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Know Your Knife - Choose Right Steel
2016-07-04 16:16:11

Know Your Knife  - Choose Right Steel

-By Alta Special Steel


The knife counter at your favorite outdoor retailer is a beautiful place where a spectrum of blades awaits your admiring gaze. But when it is time to shell out some hard-earned cash for your primary tool in the outdoors, one that just may be handed down to your grandchildren, the multitude of styles, prices and designs can make the process of choosing the right knife downright daunting.

Alta Special Steel will help you to learn how to pick the right knife every time. Read on to learn what the experts look for when buying an outdoor knife.

Steel – There are many steel types used in knife-making and you should choose a blade steel based on how you plan to use your knife. Steels differ in regard to hardness and fall within different areas on the Rockwell hardness scale.

Steels also differ in edge retention, “sharpen-ability,” and corrosion resistance. A few common blade steels are 420 and 420HC, 440A, AUS 8, D2, 154CM and S30V. The hardness affects how easy they are to sharpen and how long they will hold an edge. (Alta Special Steel is good at producing AISI D2 / DIN 1.2379, AISI A2, AISI O1 / DIN 1.2510, AISI 420, AISI 420HC, AISI 440A)

The business end of a knife is made of one of many steels

420 is one of the most common metals for knife blades. It makes for a hard, strong blade with good corrosion resistance. It is only OK at holding an edge, but it is pretty easy to sharpen.


420HC is a high-carbon version of 420 with better edge retention. This is Buck’s standard blade material. It approaches the wear resistance of high carbon alloys while delivering the corrosion resistance of chromium stainless steels. Hardened steel blades made of 420HC are also relatively easy to sharpen.


AUS 8 is a Japanese stainless steel. It’s tough, holds an edge, and has good corrosion resistance. It is also relatively inexpensive.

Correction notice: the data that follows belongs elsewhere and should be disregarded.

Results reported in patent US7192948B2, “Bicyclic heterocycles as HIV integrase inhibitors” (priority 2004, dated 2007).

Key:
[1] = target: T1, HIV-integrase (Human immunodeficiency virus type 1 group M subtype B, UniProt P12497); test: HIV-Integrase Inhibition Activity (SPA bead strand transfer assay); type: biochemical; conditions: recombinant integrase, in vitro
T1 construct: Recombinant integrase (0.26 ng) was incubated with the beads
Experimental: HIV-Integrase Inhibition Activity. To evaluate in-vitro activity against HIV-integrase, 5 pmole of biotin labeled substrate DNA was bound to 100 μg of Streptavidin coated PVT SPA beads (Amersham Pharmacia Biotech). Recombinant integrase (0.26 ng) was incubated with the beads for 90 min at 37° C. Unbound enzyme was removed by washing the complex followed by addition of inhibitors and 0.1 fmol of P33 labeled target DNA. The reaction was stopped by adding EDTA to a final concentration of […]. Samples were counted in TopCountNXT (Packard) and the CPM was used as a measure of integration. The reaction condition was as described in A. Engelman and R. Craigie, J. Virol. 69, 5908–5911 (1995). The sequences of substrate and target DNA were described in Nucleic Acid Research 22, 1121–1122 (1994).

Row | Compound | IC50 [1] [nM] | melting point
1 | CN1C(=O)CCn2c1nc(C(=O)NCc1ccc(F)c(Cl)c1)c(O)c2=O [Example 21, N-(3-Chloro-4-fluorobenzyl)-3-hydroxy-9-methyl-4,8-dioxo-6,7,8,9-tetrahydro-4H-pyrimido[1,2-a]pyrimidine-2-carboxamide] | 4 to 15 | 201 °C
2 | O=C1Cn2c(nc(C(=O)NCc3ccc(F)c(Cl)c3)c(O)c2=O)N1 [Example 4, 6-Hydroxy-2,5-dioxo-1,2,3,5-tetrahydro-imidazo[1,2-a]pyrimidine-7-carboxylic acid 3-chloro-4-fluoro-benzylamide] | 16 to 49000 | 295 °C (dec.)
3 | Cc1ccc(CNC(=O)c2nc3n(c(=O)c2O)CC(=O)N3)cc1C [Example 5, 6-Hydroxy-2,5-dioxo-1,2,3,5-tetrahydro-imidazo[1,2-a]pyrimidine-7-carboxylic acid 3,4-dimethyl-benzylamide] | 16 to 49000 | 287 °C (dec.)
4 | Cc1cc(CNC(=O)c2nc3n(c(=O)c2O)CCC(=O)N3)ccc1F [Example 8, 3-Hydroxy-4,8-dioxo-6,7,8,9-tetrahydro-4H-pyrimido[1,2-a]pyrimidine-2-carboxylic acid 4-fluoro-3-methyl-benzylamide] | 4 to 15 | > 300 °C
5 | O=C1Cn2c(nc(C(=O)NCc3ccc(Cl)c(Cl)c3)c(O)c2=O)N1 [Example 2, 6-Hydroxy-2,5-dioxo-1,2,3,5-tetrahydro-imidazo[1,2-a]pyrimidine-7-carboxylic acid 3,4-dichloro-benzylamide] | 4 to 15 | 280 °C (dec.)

S30V contains carbon as well as high amounts of Chromium, Molybdenum and Vanadium. This steel combines fantastic edge retention and high ductility with corrosion resistance and is often found on high-end blades. It is commonly considered a superior all-around knife steel. All Cabela’s Alaskan Guide Knives made by BUCK use S30V.


D2 contains 12% chromium and has incredible edge-retention. The trade off is only OK corrosion resistance and difficult sharpening.


154CM makes for a blade with good toughness, edge-holding and corrosion resistance. It was first designed for jet engine blades!


440A is found in many production knives for its balance of edge retention, easy sharpening and corrosion resistance. It is an affordable option.

The Buck Lux Pro has a blade made from S30V for edge retention and corrosion resistance

“The steel used in the knife will have an impact on the price of a knife as well,” Witt said. “That is why it is important to have an idea of how you plan to use the knife the most.”

If you are looking at a hunting knife, you want a good balance of edge retention and sharpenability in case you do have to sharpen it in the field.

Alta Special Steel is good at supplying D2, A2, O1, 420, 420HC, 440A etc tool steels. Just contact us to get the BEST raw materials! - sales@altaspecialsteel.com.

OR recommend our steels to your makers.

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